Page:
OSDI '02 Abstract
ReVirt: Enabling Intrusion Analysis Through Virtual-Machine Logging and Replay
George W. Dunlap, Samuel T. King, Sukru Cinar, Murtaza A. Basrai, and Peter M. Chen, University of Michigan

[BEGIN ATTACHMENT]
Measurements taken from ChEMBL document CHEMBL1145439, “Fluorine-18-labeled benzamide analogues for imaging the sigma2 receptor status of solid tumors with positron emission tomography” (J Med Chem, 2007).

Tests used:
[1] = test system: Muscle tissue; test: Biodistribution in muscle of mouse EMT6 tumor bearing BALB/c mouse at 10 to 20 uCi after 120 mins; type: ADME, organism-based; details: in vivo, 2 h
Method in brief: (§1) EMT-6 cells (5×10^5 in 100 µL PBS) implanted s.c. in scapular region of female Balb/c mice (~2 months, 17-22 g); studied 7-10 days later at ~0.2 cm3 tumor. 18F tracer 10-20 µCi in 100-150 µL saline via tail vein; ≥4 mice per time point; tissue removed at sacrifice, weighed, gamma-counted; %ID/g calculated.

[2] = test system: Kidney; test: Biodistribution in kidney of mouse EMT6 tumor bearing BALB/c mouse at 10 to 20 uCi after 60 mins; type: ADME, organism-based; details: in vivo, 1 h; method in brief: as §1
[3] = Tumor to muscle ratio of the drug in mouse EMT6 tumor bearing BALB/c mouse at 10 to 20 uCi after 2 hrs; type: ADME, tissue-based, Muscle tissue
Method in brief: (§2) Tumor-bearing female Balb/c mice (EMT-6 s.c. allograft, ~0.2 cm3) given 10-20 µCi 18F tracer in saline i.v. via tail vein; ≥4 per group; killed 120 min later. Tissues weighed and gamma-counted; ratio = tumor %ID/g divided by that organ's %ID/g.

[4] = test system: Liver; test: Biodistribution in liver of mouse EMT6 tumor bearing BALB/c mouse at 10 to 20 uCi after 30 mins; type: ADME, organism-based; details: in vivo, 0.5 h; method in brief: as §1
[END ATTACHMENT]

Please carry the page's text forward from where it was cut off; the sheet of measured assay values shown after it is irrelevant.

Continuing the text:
Current system loggers have two problems: they depend on the integrity of the operating system being logged, and they do not save sufficient information to replay and analyze attacks that include any non-deterministic events. ReVirt removes the dependency on the target operating system by moving it into a virtual machine and logging below the virtual machine. This allows ReVirt to replay the system's execution before, during, and after an intruder compromises the system, even if the intruder replaces the target operating system. ReVirt logs enough information to replay a long-term execution of the virtual machine instruction-by-instruction. This enables it to provide arbitrarily detailed observations about what transpired on the system, even in the presence of non-deterministic attacks and executions. ReVirt adds reasonable time and space overhead. Overheads due to virtualization are imperceptible for interactive use and CPU-bound workloads, and 13-58% for kernel-intensive workloads. Logging adds 0-8% overhead, and logging traffic for our workloads can be stored on a single disk for several months.
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